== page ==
There has been a lot of drama, excitement and controversy in Brazil over the past few weeks. Unfortunately for FIFA, Uruguay striker Luis Suarez has gotten a good part of the attention.
In Uruguay’s match with Italy, Suarez leaned over and bit Italy’s Giorgio Chiellini on the shoulder. It was a remarkable move.
It was not a smart decision by Suarez; people around the world condemned his action. It was also not a great moment for the World Cup. Football is supposed to be an elegant game. The idea that a player would attack another player is completely inconsistent with image of the sport.
Learning point #1:
When you are the center of attention, you should be on your best behavior.
Suarez then made a rather strange choice; he decided to deny the allegations. He explained that the incident was an accident. According to Suarez, “I hit my face against the player leaving a small bruise on my cheek and a strong pain in my teeth.”
This was not a smart move, either. The video is quite clear. Suarez attacked Chiellini. There was nothing accidental about it. The apology did not go over well.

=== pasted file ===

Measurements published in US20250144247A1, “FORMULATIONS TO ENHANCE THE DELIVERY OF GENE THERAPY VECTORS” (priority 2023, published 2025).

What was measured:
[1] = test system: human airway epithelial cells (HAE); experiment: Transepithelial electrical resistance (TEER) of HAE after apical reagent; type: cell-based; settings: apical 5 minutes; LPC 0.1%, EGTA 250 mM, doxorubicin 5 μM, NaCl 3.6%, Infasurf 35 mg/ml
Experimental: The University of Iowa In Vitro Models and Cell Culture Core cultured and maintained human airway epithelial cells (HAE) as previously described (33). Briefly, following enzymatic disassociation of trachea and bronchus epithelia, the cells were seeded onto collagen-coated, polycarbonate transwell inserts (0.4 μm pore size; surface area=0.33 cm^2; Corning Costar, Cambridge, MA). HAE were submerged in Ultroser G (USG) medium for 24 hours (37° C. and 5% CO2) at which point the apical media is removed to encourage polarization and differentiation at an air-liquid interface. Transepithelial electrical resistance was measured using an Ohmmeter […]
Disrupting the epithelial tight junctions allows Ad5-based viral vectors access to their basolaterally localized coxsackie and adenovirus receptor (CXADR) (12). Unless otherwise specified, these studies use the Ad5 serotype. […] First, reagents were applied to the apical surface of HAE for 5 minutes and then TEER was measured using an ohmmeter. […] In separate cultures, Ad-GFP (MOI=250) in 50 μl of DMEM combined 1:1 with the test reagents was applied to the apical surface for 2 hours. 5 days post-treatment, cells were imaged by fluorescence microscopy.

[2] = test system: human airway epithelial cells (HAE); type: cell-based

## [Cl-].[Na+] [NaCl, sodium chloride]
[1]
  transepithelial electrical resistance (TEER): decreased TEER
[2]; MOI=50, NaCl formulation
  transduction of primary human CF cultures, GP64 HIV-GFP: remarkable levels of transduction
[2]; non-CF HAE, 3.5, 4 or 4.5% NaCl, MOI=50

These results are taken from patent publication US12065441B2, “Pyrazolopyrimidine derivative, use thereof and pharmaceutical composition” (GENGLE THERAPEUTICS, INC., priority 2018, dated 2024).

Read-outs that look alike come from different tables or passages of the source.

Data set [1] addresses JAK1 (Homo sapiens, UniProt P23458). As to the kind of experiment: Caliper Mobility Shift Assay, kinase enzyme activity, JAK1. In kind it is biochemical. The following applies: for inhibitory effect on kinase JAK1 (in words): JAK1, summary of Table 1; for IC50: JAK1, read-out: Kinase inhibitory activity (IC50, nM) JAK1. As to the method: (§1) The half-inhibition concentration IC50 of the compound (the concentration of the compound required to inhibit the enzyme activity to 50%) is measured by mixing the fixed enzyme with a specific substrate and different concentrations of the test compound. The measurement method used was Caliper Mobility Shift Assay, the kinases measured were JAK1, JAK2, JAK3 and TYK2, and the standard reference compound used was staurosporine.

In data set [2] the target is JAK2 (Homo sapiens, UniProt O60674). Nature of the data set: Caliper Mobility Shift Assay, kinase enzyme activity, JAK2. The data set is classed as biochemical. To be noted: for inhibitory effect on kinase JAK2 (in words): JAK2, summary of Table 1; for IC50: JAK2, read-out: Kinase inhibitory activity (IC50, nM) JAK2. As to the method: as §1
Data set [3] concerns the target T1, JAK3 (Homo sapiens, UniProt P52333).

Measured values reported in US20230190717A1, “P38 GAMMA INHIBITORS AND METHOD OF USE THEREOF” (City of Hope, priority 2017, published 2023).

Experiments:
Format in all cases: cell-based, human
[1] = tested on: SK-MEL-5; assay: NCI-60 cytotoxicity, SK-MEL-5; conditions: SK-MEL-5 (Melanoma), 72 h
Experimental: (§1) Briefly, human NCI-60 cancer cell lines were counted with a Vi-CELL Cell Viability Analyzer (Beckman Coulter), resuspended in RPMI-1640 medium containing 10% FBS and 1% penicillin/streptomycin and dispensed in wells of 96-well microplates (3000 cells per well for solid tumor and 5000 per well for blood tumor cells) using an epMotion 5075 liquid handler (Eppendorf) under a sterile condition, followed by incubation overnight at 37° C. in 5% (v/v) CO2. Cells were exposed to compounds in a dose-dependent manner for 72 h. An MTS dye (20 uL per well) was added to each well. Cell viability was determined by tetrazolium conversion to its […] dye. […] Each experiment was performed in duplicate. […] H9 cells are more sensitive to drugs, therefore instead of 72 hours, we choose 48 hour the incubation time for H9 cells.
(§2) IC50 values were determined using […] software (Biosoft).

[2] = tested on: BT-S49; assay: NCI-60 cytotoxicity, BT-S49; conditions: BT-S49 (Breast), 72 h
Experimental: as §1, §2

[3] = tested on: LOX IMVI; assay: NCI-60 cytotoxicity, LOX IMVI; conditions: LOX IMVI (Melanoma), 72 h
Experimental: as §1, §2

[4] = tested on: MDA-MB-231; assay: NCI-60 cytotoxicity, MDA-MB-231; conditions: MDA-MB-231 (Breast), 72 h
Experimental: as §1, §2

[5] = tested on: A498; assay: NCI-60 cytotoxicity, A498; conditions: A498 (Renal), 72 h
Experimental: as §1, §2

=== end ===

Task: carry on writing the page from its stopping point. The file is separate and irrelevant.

Learning point #2:
Don’t try to deny something when you are clearly guilty.
FIFA responded to the incident with a harsh penalty, banning Suarez from soccer for four months and from nine Uruguay games. .
President Jose Muijca of Uruguay then decided to defend Suarez. He proclaimed that the punishment was outrageous, called it an “aggression, not just for a man but also for a country.” He went on about the punishment, “It will be an eternal shame in the history of World Cups.”
This was yet another poor decision. Defending a soccer player who bites someone is not a smart thing to do.
Learning Point #3:
Distance yourself from troubled brands, don’t endorse them.
Today, Suarez issued a formal if half-hearted apology, noting “I vow to the public that there will never again be another incident.” He explained the move, noting “After several days of being home with my family, I have had the opportunity to regain my calm and reflect about the reality of what occurred during the Italy-Uruguay match.”
In other words, it took him a few days and a four-month suspension to realize that he shouldn’t have bitten another player.
Learning Point #4:
When you do something wrong, promptly say you are sorry. People are forgiving. Great brands understand this; they are quick to respond. If you wait, the apology loses its impact.
The one person who has helped his brand is the victim, Italy’s Giorgio Chiellini. He issued a statement calling for a lighter penalty and said the incident was “all forgotten.”
Suarez, Uruguay and the World Cup all wish that was the case.